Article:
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Cooper's future, from the mouth of its CEO

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Cooper's future, from the mouth of its CEO

Roy Armes, CEO of Cooper Tire & Rubber Co., says with 10 months left in the year, the company is in good shape. Solid financial results for 2011 helped.

(To check out Cooper's fourth-quarter and full-year results, click  "Terrific fourth quarter spurs Cooper results.")

"Our manufacturing facilities are doing a great job of adjusting to very fluid conditions. The successful efforts we have made to improve our cost structure and increase the flexibility of our footprint over the last few years are evident in our results, and we believe further improvement can contribute meaningful results over the next couple of years.

"Moving forward, we will continue investing in the business and expect capital expenditures for 2012 to total $180 million to $210 million. This includes investments in an ERP system and investments to ramp up production at the Serbian plant acquired in early 2012. While this amount is higher than in recent years, we believe it is appropriate relative to the strength of our balance sheet, and the growth of our business.

"The successful efforts we have made to improve our cost structure and increase the flexibility of our footprint over the last few years are evident in our results, and we believe further improvement can contribute meaningful results over the next couple of years," he says.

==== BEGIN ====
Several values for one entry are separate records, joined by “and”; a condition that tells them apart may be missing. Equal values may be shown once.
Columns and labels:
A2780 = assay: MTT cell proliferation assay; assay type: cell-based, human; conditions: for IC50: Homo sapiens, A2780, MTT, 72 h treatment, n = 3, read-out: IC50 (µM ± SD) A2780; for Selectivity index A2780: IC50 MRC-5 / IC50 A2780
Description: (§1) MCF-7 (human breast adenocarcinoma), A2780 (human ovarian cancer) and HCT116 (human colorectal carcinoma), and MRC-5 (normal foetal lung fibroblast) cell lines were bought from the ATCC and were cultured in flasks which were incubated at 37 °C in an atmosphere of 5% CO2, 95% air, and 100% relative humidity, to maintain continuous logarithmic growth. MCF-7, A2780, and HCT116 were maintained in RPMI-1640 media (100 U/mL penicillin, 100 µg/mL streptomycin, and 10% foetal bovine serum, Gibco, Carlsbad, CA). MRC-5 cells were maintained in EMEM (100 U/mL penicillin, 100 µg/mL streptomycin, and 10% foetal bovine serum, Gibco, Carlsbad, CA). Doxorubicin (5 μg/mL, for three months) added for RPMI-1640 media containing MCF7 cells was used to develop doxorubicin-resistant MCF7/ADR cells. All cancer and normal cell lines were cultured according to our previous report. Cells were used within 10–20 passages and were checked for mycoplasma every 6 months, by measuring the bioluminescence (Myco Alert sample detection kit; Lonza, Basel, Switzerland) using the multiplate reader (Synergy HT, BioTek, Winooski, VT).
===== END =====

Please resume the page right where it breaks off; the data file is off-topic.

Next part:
"Regarding the labor situation, we are happy to have reached an agreement with USW Local 752L in Texarkana, Ark. This agreement will improve our long-term competitiveness at that plant. We have also reached a tentative agreement with USW local 207L at our Findlay, Ohio facility. The membership will vote on ratification of this agreement later today. We will not be commenting on the details of that contract prior to ratification.

"Our priority during the lockout has been to protect the supply of tires to our customers. In order to do this, we will incur premium costs during the first quarter which include additional overtime, the costs of mobilizing and training a temporary workforce and operating below capacity during the quarter. These costs will potentially be as high as $30 million in the first quarter of 2012.

"Even with the premium costs, we expect operating profit in the first quarter of 2012 to be similar to the first quarter of 2011. If the labor situation persists due to an adverse vote, we expect second-quarter premium costs to be much lower, reflecting higher capacity utilization.

"As we look forward to 2012, our record of achievement gives us confidence that we will continue moving the business forward despite the headwinds facing the industry and company," he says. "The path forward may wind at times, but we remain optimistic about our future."

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